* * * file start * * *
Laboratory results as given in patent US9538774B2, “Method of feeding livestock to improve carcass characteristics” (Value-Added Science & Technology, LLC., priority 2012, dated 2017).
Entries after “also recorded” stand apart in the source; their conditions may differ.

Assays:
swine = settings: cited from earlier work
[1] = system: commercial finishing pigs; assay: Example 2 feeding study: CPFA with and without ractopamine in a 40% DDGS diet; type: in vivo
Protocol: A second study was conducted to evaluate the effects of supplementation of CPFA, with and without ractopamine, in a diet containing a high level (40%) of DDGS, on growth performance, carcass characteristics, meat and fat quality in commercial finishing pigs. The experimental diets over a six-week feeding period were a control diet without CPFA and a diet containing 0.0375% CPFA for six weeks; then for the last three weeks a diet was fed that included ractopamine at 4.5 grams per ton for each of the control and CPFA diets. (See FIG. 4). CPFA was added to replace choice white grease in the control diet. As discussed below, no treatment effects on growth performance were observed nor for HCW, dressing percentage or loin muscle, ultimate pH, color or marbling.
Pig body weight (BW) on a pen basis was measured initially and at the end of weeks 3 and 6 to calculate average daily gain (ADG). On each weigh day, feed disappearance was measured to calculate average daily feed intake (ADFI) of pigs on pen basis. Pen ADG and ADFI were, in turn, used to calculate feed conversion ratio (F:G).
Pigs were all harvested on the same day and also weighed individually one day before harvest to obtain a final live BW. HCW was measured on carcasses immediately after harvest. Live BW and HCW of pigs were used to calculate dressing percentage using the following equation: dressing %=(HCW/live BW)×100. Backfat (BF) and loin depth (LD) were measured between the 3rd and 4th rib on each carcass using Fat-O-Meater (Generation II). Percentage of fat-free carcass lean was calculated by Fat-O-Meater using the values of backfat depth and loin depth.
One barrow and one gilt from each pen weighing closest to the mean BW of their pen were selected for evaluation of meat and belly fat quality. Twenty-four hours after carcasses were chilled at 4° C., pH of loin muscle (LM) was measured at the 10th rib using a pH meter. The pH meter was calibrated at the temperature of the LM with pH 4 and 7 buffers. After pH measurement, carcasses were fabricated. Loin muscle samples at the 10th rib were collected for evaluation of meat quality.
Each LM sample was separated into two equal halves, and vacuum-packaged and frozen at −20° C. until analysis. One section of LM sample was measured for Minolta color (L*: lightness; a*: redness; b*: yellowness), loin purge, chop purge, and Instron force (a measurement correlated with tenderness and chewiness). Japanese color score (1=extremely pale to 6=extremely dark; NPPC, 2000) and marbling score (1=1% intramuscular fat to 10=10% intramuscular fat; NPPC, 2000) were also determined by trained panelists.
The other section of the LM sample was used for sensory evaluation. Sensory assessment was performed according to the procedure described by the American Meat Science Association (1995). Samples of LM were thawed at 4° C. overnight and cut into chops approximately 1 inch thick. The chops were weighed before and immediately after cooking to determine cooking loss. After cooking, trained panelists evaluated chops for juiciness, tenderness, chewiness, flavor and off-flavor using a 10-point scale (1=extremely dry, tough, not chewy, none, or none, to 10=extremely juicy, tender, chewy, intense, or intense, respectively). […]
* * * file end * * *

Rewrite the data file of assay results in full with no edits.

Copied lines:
Laboratory results as given in patent US9538774B2, “Method of feeding livestock to improve carcass characteristics” (Value-Added Science & Technology, LLC., priority 2012, dated 2017).
Entries after “also recorded” stand apart in the source; their conditions may differ.

Assays:
swine = settings: cited from earlier work
[1] = system: commercial finishing pigs; assay: Example 2 feeding study: CPFA with and without ractopamine in a 40% DDGS diet; type: in vivo
Protocol: A second study was conducted to evaluate the effects of supplementation of CPFA, with and without ractopamine, in a diet containing a high level (40%) of DDGS, on growth performance, carcass characteristics, meat and fat quality in commercial finishing pigs. The experimental diets over a six-week feeding period were a control diet without CPFA and a diet containing 0.0375% CPFA for six weeks; then for the last three weeks a diet was fed that included ractopamine at 4.5 grams per ton for each of the control and CPFA diets. (See FIG. 4). CPFA was added to replace choice white grease in the control diet. As discussed below, no treatment effects on growth performance were observed nor for HCW, dressing percentage or loin muscle, ultimate pH, color or marbling.
Pig body weight (BW) on a pen basis was measured initially and at the end of weeks 3 and 6 to calculate average daily gain (ADG). On each weigh day, feed disappearance was measured to calculate average daily feed intake (ADFI) of pigs on pen basis. Pen ADG and ADFI were, in turn, used to calculate feed conversion ratio (F:G).
Pigs were all harvested on the same day and also weighed individually one day before harvest to obtain a final live BW. HCW was measured on carcasses immediately after harvest. Live BW and HCW of pigs were used to calculate dressing percentage using the following equation: dressing %=(HCW/live BW)×100. Backfat (BF) and loin depth (LD) were measured between the 3rd and 4th rib on each carcass using Fat-O-Meater (Generation II). Percentage of fat-free carcass lean was calculated by Fat-O-Meater using the values of backfat depth and loin depth.
One barrow and one gilt from each pen weighing closest to the mean BW of their pen were selected for evaluation of meat and belly fat quality. Twenty-four hours after carcasses were chilled at 4° C., pH of loin muscle (LM) was measured at the 10th rib using a pH meter. The pH meter was calibrated at the temperature of the LM with pH 4 and 7 buffers. After pH measurement, carcasses were fabricated. Loin muscle samples at the 10th rib were collected for evaluation of meat quality.
Each LM sample was separated into two equal halves, and vacuum-packaged and frozen at −20° C. until analysis. One section of LM sample was measured for Minolta color (L*: lightness; a*: redness; b*: yellowness), loin purge, chop purge, and Instron force (a measurement correlated with tenderness and chewiness). Japanese color score (1=extremely pale to 6=extremely dark; NPPC, 2000) and marbling score (1=1% intramuscular fat to 10=10% intramuscular fat; NPPC, 2000) were also determined by trained panelists.
The other section of the LM sample was used for sensory evaluation. Sensory assessment was performed according to the procedure described by the American Meat Science Association (1995). Samples of LM were thawed at 4° C. overnight and cut into chops approximately 1 inch thick. The chops were weighed before and immediately after cooking to determine cooking loss. After cooking, trained panelists evaluated chops for juiciness, tenderness, chewiness, flavor and off-flavor using a 10-point scale (1=extremely dry, tough, not chewy, none, or none, to 10=extremely juicy, tender, chewy, intense, or intense, respectively). […]